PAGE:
River Edge subdivision gets preliminary nod
November 22, 2011
GLENWOOD SPRINGS – The approvals are not formal or final yet, but for all intents and purposes the county has given the nod to an unincorporated community of 366 homes almost exactly halfway between Glenwood Springs and Carbondale.
The Garfield Board of County Commissioners on Monday voted 2-1, Commissioner John Martin dissenting, to approve the River Edge Colorado planned unit development (PUD), which was proposed to be built over seven distinct phases lasting 20 years.
“I know this is a little more urban than what’s in between Glenwood Springs and Carbondale,” said Commissioner Tom Jankovsky, just before making the motion to approve the project.
But, he said, the 12-mile stretch of river valley between the towns is “pretty much being filled up,” and the project has access to Highway 82 and an existing water and wastewater system that can be expanded to serve the new homes.
The commissioners attached a long list of conditions to the approval, including one that cut in half the “vested rights” period for the project.
The developer, Carbondale Investments LLC, had requested 20 years of vested rights, meaning the period of time the developers have to get their project substantially under way.
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Jankovsky had proposed a 14-year vesting of development rights, noting that the longest term of vested rights in county history had been 15 years for the Spring Valley Ranch PUD.
He then told the project’s representative, Rockwood Shepard, “You can come back in front of us again, and ask for an increase.”
Jankovsky later agreed to accept Commissioner Mike Samson’s suggestion to cut the vested rights to 10 years.
The project calls for a phased development plan to build a mostly residential community of 366 homes, with a mix of housing types that is to include 55 affordable units.
The project site lies along the Roaring Fork River, at the confluence with Cattle Creek. Nearby are the Aspen Glen and Iron Bridge golf subdivisions, several mobile home parks and the Thunder River Market shopping complex at Highway 82 and County Road 114.
“We are building, not a second-home development, but a project for people who live and work in the Roaring Fork Valley,” said Shepard.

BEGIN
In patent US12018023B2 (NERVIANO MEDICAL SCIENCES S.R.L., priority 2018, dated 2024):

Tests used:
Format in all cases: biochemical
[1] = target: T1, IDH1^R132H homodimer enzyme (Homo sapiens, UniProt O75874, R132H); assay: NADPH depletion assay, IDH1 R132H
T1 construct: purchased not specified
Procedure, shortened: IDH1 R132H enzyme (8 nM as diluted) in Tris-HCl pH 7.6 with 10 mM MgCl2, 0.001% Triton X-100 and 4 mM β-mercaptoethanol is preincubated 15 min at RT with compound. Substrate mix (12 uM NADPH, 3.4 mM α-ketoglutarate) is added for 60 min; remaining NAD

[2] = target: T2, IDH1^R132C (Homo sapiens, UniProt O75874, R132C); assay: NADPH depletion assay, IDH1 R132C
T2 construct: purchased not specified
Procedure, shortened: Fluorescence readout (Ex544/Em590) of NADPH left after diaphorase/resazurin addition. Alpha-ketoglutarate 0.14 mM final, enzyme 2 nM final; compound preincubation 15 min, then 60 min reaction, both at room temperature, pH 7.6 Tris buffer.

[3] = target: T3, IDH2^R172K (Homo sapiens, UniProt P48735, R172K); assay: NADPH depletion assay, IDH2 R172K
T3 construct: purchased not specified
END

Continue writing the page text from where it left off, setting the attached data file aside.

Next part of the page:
According to an assessment cited by the application, the project will generate 114 jobs at the peak of construction.
The approval came after four hours of testimony at a public hearing. That included a presentation by Shepard and his development team, land-use planner Mark Sawyer and attorney Lori Baker, and public comments by a number of area residents.
“Building a town away from existing municipalities is never a prudent concept,” warned Dave Johnson of Glenwood Springs, explaining that there already are an uncounted number of approved lots awaiting development throughout the county.
Developer Mark Gould conceded that “we may not need it [the project’s housing stock] this minute,” because of the weak economy and high home-foreclosure rate.
“That doesn’t mean we can’t look to the future,” he added.
Citizen planner David Harris, who worked on the latest version of the county’s comprehensive land-use plan, told commissioners that the planning task force had many discussions about the various development schemes that have cropped up for this property.
“It all centered around the existence of a sewer pipe,” he said. “That’s not a good reason to put a subdivision there.”
He noted that in the decade since developers first proposed a project on this site, there has been strong public sentiment against the idea.
“It doesn’t fit,” he said. “It’s out in the middle of nowhere.”
Another participant in the county’s comprehensive planning process, Dave Sturges, noted that part of the developer’s plan is to dig a gravel pit in the middle of the project.
“How many gravel pits does it take to meet the needs of the community?” Sturges asked commissioners rhetorically.
Shepard, however, said the gravel pit and related processing activities will be strictly to meet the needs of River Edge and will not be sold or shipped anywhere.
The matter will be before commissioners again during the afternoon session of the board’s regular meeting, which starts at 1 p.m. Dec. 5.